Here is the best audio transmission result so far, using an FT232RL serial port to transmit a signal on 1MHz. This signal was received with an up-converted RTL-SDR, but it works just as well on a normal AM radio. The signal is modulated simply by sending the appropriate sequence of bytes through the port. It uses a 5-level delta-sigma modulator as described in the build log.
The FT232RL transmits a cleaner signal than some other parts, such as the CP2102N, which I suspect is intentionally using a spread-spectrum clock to reduce emissions while staying within the stability limits imposed by serial port framing. Or, maybe they simply use a just-good-enough oscillator.
Controlling an RC Truck
I have also been able to control a 27MHz toy with signals transmitted by a serial port, which you can check out in this video:
The code to do this and more is being developed on GitHub; you can grab the code there and experiment for yourself.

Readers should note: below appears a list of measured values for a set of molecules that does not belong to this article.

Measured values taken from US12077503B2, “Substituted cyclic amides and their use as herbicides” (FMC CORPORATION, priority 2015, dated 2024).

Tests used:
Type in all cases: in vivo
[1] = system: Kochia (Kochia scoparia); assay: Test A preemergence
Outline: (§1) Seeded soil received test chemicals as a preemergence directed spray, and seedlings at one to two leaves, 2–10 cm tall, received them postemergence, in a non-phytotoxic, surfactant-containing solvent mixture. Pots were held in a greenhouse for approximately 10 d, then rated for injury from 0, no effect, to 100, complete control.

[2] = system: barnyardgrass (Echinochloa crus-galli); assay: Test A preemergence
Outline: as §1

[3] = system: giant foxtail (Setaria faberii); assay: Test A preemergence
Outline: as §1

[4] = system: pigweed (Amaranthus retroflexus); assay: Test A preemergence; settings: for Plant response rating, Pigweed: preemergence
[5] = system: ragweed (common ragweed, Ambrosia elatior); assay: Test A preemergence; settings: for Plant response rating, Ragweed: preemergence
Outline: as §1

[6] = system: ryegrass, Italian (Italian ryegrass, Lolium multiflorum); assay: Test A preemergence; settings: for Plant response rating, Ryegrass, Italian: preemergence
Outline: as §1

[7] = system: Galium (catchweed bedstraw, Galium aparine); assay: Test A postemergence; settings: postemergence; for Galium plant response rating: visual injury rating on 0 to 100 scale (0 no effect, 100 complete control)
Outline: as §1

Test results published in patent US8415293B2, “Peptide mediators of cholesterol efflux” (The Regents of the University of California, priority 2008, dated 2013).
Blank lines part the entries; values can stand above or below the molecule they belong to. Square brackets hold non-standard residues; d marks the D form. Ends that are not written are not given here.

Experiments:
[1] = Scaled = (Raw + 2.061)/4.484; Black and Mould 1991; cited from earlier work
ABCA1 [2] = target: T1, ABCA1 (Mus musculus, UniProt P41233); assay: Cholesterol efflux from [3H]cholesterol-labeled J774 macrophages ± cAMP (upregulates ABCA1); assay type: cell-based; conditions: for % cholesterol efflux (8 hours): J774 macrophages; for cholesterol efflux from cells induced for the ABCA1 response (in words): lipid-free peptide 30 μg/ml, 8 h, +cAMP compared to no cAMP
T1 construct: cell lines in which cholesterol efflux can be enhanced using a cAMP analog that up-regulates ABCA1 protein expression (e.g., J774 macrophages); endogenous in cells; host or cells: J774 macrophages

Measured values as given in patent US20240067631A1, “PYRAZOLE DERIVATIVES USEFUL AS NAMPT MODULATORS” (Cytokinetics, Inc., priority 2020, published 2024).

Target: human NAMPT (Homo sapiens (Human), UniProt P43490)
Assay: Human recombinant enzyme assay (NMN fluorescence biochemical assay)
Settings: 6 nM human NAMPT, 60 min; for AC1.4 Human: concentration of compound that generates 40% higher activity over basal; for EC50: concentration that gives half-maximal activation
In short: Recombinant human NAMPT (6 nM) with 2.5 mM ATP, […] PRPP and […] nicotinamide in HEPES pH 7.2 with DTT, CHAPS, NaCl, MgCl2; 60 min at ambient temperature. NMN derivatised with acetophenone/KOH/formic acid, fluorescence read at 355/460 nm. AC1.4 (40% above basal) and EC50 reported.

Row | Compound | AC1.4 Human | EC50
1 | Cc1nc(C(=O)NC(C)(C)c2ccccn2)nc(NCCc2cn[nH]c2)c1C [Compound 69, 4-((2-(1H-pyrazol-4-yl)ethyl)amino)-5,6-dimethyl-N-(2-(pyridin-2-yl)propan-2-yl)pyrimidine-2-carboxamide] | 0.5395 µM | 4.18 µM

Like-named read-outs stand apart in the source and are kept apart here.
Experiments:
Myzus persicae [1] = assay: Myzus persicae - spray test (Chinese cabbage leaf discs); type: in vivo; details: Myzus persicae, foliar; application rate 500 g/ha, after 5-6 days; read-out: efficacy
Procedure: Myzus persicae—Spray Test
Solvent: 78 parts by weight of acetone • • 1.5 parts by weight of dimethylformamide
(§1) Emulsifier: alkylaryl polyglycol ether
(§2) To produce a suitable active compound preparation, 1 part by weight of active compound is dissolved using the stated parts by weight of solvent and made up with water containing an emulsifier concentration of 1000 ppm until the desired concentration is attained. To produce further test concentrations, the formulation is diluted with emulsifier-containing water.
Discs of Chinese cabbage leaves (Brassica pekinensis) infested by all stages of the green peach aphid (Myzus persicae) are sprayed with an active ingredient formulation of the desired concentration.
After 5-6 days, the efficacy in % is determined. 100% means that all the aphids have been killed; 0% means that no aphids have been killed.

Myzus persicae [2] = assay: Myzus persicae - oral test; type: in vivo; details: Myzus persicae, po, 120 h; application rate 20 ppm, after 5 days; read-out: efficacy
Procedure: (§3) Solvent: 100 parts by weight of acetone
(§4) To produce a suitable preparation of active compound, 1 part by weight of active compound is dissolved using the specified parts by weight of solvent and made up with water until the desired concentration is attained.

The techniques used are detailed in a build log, and here's a video of three different modulation techniques. The CP2102 is naturally noisier than the FT232RL above, but you can still tell the difference between the methods.
And here is the transmitter:
It sounds pretty good, considering. It turns out, you can also use this method to output baseband audio directly from a serial port. Check the build logs for more details as I document my experiments.
- Baseband Audio: Your serial port is a soundcard
- Receiving (?)
I should mention that the RF output from this project is loaded with spurs and harmonics, and wouldn't be suitable for any real purpose without some serious bandpass filtering (at least).
DISCLAIMER: It should go without saying that you should never transmit on any frequencies or at any power levels for which you are not authorized by the local governing body, but I guess I just said it anyway.